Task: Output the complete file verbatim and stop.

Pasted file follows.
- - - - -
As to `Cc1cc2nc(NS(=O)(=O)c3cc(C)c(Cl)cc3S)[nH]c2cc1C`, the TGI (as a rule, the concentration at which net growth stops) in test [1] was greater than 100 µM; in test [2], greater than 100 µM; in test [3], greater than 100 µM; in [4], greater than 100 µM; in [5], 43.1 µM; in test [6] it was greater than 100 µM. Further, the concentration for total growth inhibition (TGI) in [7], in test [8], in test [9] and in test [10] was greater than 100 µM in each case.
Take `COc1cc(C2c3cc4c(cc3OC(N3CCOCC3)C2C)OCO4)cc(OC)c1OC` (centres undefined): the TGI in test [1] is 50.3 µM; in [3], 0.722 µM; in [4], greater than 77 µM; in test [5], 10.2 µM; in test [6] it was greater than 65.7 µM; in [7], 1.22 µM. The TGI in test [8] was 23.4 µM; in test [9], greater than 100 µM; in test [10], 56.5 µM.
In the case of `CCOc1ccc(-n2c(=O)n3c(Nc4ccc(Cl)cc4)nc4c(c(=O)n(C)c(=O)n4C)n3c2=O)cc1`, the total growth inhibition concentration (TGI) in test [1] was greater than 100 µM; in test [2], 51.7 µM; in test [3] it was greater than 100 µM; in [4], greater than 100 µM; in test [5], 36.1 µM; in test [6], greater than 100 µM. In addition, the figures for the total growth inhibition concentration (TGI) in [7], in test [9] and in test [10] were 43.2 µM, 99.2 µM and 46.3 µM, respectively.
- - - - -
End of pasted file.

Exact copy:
As to `Cc1cc2nc(NS(=O)(=O)c3cc(C)c(Cl)cc3S)[nH]c2cc1C`, the TGI (as a rule, the concentration at which net growth stops) in test [1] was greater than 100 µM; in test [2], greater than 100 µM; in test [3], greater than 100 µM; in [4], greater than 100 µM; in [5], 43.1 µM; in test [6] it was greater than 100 µM. Further, the concentration for total growth inhibition (TGI) in [7], in test [8], in test [9] and in test [10] was greater than 100 µM in each case.
Take `COc1cc(C2c3cc4c(cc3OC(N3CCOCC3)C2C)OCO4)cc(OC)c1OC` (centres undefined): the TGI in test [1] is 50.3 µM; in [3], 0.722 µM; in [4], greater than 77 µM; in test [5], 10.2 µM; in test [6] it was greater than 65.7 µM; in [7], 1.22 µM. The TGI in test [8] was 23.4 µM; in test [9], greater than 100 µM; in test [10], 56.5 µM.
In the case of `CCOc1ccc(-n2c(=O)n3c(Nc4ccc(Cl)cc4)nc4c(c(=O)n(C)c(=O)n4C)n3c2=O)cc1`, the total growth inhibition concentration (TGI) in test [1] was greater than 100 µM; in test [2], 51.7 µM; in test [3] it was greater than 100 µM; in [4], greater than 100 µM; in test [5], 36.1 µM; in test [6], greater than 100 µM. In addition, the figures for the total growth inhibition concentration (TGI) in [7], in test [9] and in test [10] were 43.2 µM, 99.2 µM and 46.3 µM, respectively.